The Christian theologian John Calvin once called the Book of Psalms “an anatomy of all parts of the soul.” That’s something that’s easy to forget: Beyond whatever dogmatics or bald moralizing you associate with the prototypical Judeo-Christian songbook, Psalms is a collection of poetry that’s ravishing in its ragged heart and infinitely moving in its frayed humanity. It’s not just a book of praises, though there are plenty of them. It’s also a book of great sadness and lament. It’s filled with guilt-tripping and sad-sack introspection. At times, it’s all jittery with stress. At other points, the Psalmist literally tells his enemies to go to Hell. If that’s not universally relatable then I’d like to know what is.
Jessi Colter’s new collection, THE PSALMS—only the second studio album the country legend has released since the death of her husband Waylon Jennings in 2002—emphasizes the humanity in King David’s poetry, but it does so without going out of the way to downplay their transcendent qualities. After all, those are the two sides of the coin that make The Psalms impactful, how they’re borne of human ash and clay but content themselves to look above and beyond themselves for a sense of the sublime.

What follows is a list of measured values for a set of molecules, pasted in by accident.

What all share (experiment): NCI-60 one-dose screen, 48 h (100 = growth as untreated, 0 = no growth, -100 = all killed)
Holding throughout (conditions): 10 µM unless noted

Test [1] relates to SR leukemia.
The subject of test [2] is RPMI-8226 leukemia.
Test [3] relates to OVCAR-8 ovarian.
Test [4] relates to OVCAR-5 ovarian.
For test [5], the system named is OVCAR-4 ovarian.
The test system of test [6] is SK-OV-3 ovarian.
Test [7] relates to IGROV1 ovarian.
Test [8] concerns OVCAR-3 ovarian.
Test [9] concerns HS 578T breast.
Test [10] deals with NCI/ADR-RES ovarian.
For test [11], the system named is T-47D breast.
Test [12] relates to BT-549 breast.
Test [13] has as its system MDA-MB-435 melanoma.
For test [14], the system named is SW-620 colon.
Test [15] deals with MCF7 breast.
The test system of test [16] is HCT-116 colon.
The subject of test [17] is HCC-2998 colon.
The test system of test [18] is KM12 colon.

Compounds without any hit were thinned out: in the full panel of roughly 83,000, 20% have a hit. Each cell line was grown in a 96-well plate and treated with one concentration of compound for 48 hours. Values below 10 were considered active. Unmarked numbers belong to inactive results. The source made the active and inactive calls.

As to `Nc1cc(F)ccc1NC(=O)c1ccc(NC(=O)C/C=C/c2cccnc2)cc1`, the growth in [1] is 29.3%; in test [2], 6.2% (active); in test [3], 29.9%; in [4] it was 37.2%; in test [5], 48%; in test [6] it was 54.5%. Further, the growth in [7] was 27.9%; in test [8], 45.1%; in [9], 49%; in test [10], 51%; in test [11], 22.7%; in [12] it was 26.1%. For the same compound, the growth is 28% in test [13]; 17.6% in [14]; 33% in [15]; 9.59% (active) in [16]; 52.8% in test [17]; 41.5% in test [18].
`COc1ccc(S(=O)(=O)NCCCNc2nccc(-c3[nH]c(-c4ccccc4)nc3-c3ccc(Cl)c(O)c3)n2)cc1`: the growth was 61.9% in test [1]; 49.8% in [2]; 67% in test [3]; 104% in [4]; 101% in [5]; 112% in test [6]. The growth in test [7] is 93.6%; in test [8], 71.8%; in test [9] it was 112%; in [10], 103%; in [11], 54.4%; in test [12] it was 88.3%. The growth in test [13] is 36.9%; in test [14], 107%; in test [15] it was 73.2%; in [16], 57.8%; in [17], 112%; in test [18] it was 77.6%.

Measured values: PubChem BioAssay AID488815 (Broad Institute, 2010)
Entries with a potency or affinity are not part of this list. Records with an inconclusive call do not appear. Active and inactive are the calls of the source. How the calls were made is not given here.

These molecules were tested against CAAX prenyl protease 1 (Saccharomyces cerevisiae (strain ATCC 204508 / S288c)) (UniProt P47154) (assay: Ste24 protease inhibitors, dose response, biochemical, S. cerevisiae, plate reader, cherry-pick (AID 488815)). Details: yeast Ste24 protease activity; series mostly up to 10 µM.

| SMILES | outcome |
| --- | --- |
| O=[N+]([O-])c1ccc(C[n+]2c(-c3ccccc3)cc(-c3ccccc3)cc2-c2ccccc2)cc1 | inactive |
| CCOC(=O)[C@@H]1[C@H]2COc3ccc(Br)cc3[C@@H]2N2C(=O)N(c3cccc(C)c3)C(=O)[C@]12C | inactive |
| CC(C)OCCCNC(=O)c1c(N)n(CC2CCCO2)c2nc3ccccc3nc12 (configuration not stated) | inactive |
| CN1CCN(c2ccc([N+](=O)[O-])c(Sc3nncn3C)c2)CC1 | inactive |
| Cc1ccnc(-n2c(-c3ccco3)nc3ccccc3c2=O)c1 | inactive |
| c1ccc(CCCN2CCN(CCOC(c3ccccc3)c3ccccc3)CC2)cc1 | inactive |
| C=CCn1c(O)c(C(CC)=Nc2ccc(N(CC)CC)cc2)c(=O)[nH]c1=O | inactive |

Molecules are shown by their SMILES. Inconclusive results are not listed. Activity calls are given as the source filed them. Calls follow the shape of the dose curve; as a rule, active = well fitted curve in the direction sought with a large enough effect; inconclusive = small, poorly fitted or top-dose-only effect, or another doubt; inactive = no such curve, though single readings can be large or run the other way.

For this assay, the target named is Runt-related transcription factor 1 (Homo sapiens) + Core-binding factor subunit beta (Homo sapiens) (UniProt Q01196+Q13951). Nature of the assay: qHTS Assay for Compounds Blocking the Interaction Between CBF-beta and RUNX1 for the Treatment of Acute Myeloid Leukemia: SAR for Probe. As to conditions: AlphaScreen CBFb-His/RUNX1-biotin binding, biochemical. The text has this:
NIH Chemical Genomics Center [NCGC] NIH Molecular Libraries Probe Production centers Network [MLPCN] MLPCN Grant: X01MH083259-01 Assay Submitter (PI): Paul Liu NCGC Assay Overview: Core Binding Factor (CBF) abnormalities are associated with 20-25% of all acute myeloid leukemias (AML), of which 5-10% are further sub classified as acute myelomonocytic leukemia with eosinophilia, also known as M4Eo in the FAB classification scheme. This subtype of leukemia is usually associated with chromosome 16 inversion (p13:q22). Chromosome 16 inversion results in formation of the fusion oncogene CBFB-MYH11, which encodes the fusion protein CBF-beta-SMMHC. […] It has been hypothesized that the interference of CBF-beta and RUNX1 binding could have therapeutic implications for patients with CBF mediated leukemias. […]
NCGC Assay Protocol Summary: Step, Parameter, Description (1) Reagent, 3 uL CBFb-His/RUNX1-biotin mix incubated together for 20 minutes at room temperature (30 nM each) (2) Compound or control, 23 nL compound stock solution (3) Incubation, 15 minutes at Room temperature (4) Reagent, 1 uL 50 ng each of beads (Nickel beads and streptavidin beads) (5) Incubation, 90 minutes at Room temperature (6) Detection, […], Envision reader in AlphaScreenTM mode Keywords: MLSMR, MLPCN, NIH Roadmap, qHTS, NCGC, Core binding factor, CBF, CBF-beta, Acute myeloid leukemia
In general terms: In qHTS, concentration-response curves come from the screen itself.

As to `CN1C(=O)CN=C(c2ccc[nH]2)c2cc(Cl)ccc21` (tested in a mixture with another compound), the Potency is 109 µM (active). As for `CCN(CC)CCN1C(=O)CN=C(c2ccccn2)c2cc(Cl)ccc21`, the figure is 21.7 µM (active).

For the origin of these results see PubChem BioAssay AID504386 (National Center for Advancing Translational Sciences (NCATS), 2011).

Colter captures that by framing her PSALMS almost as a spiritual cousin to Van Morrison’s Astral Weeks, where folk forms burst at the seams and familiar frameworks are erected only to have the heavy emotional contents spill over and out of them. All of these songs begun essentially as piano improvisations, and here—working with producer Lenny Kaye of the Patti Smith Band—Colter creates music that drones, builds, drifts, and crests, never following familiar emotional beats but instead allowing them to follow their own wild intuitions. These are full-band performances that feel at times like frenzied incantations.
The Psalms, of course, were made to be sung—that was always the point. English translations aren’t necessarily rhythmic or tuneful, and Colter doesn’t try to change that; the words just tumble out of her mouth, and out of her soul, raw and messy, primitive and howling. Sometimes they start at places of hurt, but they generally move into a posture of adoration, of faith that trembles and strains to believe. God is good, these songs tell us. He is a shepherd and a king. Sometimes I believe these things and sometimes I don’t; the Psalmist surely felt the same way. That’s why his songbook stands up in any kind of weather. Colter transforms it into a testament to the soul’s strange bluster—and to whatever sublime thing stands in the midst of it.